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The Card Guy

Ricky Jay and “Assistants” Mystify Market Theater

By Bence Olveczky

staff writer

Ricky Jay and his 52 Assistants

The Market Theater

Through November 24, 2001

There is something magical about seeing a performer at the top of his trade up close and personal, sharing his skills with you. An athlete, a dancer, a painter, or even a car mechanic can strike us with awe -- as can, of course, a magician. Ricky Jay, one of the world’s most famous sleight-of-hand artists, is in town with his one-man show for a month-long run at the newly inaugurated Market Theatre in Harvard Square, and his performance is an astounding showcase of skill and artistry.

Directed by the famous playwright and film director David Mamet, Ricky Jay and his 52 Assistants is more than just a magic show, it’s at once a comedy night, a poetry reading, and piece of theater. At the center of the experience is Ricky Jay’s card tricks, some of which he explains, most of which he doesn’t.

A deck of cards in his hands certainly go a long way, but to fill the evening he intermingles his trickeries with anecdotes and stories about men who have gone before him, showing us their favorite numbers. He does it with so much affection and wry humor that it’s hard not to smile all the way through the two hour show.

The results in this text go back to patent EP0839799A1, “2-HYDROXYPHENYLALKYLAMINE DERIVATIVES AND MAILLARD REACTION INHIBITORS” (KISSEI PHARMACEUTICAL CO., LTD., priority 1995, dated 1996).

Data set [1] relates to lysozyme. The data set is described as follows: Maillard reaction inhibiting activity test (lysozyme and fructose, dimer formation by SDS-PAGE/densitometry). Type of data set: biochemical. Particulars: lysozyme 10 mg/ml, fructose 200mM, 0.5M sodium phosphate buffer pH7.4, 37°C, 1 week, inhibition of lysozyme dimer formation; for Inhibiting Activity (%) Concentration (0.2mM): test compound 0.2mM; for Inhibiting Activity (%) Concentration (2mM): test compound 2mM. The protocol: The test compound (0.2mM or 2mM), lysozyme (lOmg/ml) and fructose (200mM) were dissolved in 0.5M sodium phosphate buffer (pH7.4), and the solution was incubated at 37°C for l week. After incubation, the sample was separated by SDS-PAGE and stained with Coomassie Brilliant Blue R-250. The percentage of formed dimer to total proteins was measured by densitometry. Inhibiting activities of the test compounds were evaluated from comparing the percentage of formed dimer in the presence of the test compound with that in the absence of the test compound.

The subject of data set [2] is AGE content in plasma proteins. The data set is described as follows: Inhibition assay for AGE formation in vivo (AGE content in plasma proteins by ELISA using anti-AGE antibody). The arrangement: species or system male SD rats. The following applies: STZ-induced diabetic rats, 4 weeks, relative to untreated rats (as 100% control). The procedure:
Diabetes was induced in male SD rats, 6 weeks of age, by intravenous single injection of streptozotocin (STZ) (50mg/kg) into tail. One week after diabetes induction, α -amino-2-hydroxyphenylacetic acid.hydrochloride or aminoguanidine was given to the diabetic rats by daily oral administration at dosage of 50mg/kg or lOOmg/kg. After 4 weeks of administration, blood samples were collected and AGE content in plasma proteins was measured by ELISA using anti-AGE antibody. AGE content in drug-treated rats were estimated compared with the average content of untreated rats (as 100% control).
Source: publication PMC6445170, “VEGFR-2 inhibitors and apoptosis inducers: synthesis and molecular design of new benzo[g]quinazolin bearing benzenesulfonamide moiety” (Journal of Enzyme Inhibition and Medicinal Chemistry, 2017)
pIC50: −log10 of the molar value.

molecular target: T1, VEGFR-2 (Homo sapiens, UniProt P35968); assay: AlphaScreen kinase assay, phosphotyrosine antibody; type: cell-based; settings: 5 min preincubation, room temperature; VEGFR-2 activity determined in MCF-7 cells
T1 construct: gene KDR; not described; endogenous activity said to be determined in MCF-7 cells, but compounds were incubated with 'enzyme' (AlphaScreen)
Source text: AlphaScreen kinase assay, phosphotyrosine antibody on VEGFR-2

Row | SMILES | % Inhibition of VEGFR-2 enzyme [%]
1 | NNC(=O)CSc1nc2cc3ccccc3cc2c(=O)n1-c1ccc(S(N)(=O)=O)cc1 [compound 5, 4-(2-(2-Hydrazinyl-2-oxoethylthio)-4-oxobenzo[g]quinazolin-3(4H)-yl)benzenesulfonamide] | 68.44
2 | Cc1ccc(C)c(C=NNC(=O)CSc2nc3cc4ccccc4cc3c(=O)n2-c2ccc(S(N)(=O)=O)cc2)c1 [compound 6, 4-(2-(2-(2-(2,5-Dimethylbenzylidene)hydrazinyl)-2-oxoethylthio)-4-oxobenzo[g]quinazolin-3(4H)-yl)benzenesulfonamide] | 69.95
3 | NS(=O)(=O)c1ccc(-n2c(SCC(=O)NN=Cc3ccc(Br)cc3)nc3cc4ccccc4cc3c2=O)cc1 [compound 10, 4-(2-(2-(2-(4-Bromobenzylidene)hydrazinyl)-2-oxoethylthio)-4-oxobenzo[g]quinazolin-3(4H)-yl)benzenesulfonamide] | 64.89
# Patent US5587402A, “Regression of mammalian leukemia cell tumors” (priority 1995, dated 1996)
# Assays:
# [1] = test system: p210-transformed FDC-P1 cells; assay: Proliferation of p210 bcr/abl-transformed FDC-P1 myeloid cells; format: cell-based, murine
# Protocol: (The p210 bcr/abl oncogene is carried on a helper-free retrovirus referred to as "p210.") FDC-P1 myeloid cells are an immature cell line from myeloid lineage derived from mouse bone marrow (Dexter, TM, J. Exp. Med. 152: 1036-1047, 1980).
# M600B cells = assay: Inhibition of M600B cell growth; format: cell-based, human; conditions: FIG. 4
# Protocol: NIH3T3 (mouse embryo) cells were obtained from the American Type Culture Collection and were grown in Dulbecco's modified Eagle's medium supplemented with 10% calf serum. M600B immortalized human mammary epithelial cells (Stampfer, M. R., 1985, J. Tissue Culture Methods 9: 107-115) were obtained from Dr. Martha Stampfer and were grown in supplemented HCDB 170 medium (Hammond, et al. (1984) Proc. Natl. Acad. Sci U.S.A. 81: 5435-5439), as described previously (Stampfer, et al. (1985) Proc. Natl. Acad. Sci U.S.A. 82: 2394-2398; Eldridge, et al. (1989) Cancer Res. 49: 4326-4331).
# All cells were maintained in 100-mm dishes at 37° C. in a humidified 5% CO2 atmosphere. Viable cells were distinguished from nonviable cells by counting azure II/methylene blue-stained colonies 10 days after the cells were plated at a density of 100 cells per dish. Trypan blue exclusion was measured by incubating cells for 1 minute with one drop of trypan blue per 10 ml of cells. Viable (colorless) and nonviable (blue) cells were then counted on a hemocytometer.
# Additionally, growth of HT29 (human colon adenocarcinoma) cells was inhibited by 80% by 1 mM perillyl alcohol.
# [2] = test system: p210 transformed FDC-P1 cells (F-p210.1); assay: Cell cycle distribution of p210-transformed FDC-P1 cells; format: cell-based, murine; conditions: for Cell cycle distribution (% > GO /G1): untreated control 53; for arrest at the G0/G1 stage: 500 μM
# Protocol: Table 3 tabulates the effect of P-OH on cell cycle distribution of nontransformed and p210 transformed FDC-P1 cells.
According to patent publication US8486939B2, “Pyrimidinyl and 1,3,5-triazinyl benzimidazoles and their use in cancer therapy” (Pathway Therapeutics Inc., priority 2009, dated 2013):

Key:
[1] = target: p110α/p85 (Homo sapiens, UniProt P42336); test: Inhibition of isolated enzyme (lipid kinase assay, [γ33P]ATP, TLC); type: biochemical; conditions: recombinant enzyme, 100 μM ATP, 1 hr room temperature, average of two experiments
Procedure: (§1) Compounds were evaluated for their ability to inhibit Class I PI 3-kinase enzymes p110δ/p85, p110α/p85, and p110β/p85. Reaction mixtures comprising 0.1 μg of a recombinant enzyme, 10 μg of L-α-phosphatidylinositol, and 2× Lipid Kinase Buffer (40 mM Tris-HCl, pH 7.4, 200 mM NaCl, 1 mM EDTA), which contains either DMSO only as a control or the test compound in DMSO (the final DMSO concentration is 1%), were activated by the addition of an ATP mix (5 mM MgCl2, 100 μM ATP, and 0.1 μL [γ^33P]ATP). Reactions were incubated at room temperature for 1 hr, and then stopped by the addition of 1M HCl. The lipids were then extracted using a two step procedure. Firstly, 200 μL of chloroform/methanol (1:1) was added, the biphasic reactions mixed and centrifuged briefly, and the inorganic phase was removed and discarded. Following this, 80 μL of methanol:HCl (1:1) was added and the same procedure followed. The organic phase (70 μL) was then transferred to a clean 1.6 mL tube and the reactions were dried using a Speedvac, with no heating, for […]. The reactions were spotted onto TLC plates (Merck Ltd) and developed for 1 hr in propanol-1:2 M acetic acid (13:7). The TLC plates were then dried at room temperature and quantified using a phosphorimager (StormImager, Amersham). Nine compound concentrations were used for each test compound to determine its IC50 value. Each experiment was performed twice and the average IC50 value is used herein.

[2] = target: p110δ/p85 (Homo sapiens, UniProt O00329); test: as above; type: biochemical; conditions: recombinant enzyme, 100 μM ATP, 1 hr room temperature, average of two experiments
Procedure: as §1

He reads poetry, all linked to his magic trade, with empathy and sophistication, giving the evening an unlikely literary quality. “Every profession is a conspiracy against laity,” he quotes George Bernard Shaw, and those words have never rung so true. It’s especially grueling for someone who has lost a lot of money at the card table to see the ease with which he deals whatever cards he wants.

His skillful handling of the cards is not restricted to tricks. He also does some rather athletic maneuvers, throwing his faithful assistants (read: cards) into a watermelon, and boomeranging them into the air, then cutting them in half on their way back with a pair of giant scissors. It’s the kind of light entertainment that we so sorely need in troubled times like these, and even though Ricky Jay does not allow children (under 17) into the audience, it’s exactly the childlike spirit he evokes in his audience that makes the production work so well.

The show, which has also been shown on the HBO network, requires intimacy, and the redecorated dining room that is the Market Theatre is a very fitting venue. But the seats are not reserved, and the sightlines for some of the back rows are compromised, so it pays to show up early.

The show runs until the 24th of November and tickets are $50, with student rush tickets selling for $10 one hour prior to each performance. The Theater is located in Harvard Square above the Grendel’s Restaurant.